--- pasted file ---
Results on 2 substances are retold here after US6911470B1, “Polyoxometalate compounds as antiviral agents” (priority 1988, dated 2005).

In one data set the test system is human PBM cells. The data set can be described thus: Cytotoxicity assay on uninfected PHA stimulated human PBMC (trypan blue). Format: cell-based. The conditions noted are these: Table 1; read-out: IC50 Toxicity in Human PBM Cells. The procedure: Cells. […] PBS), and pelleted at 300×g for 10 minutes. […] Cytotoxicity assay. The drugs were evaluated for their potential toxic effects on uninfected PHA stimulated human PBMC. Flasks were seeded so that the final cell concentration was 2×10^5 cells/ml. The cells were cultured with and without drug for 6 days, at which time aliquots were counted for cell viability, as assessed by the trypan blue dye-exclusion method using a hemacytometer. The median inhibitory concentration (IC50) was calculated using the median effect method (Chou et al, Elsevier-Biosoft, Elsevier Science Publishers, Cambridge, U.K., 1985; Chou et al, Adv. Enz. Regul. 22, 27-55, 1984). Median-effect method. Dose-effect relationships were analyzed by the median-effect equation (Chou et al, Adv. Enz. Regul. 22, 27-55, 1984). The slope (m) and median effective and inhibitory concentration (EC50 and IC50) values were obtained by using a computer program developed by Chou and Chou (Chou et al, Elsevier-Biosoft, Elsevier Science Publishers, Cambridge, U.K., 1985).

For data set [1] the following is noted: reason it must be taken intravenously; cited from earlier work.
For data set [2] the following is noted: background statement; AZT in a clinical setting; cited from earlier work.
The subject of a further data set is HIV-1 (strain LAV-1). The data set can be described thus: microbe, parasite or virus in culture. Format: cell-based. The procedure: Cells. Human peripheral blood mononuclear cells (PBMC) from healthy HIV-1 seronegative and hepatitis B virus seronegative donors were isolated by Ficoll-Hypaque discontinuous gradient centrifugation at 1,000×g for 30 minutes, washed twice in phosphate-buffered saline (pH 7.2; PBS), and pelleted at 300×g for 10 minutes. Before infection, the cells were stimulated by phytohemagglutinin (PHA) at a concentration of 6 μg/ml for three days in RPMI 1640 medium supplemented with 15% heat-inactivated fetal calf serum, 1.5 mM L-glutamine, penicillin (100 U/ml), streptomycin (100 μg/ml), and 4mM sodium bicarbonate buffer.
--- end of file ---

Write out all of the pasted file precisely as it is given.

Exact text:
Results on 2 substances are retold here after US6911470B1, “Polyoxometalate compounds as antiviral agents” (priority 1988, dated 2005).

In one data set the test system is human PBM cells. The data set can be described thus: Cytotoxicity assay on uninfected PHA stimulated human PBMC (trypan blue). Format: cell-based. The conditions noted are these: Table 1; read-out: IC50 Toxicity in Human PBM Cells. The procedure: Cells. […] PBS), and pelleted at 300×g for 10 minutes. […] Cytotoxicity assay. The drugs were evaluated for their potential toxic effects on uninfected PHA stimulated human PBMC. Flasks were seeded so that the final cell concentration was 2×10^5 cells/ml. The cells were cultured with and without drug for 6 days, at which time aliquots were counted for cell viability, as assessed by the trypan blue dye-exclusion method using a hemacytometer. The median inhibitory concentration (IC50) was calculated using the median effect method (Chou et al, Elsevier-Biosoft, Elsevier Science Publishers, Cambridge, U.K., 1985; Chou et al, Adv. Enz. Regul. 22, 27-55, 1984). Median-effect method. Dose-effect relationships were analyzed by the median-effect equation (Chou et al, Adv. Enz. Regul. 22, 27-55, 1984). The slope (m) and median effective and inhibitory concentration (EC50 and IC50) values were obtained by using a computer program developed by Chou and Chou (Chou et al, Elsevier-Biosoft, Elsevier Science Publishers, Cambridge, U.K., 1985).

For data set [1] the following is noted: reason it must be taken intravenously; cited from earlier work.
For data set [2] the following is noted: background statement; AZT in a clinical setting; cited from earlier work.
The subject of a further data set is HIV-1 (strain LAV-1). The data set can be described thus: microbe, parasite or virus in culture. Format: cell-based. The procedure: Cells. Human peripheral blood mononuclear cells (PBMC) from healthy HIV-1 seronegative and hepatitis B virus seronegative donors were isolated by Ficoll-Hypaque discontinuous gradient centrifugation at 1,000×g for 30 minutes, washed twice in phosphate-buffered saline (pH 7.2; PBS), and pelleted at 300×g for 10 minutes. Before infection, the cells were stimulated by phytohemagglutinin (PHA) at a concentration of 6 μg/ml for three days in RPMI 1640 medium supplemented with 15% heat-inactivated fetal calf serum, 1.5 mM L-glutamine, penicillin (100 U/ml), streptomycin (100 μg/ml), and 4mM sodium bicarbonate buffer.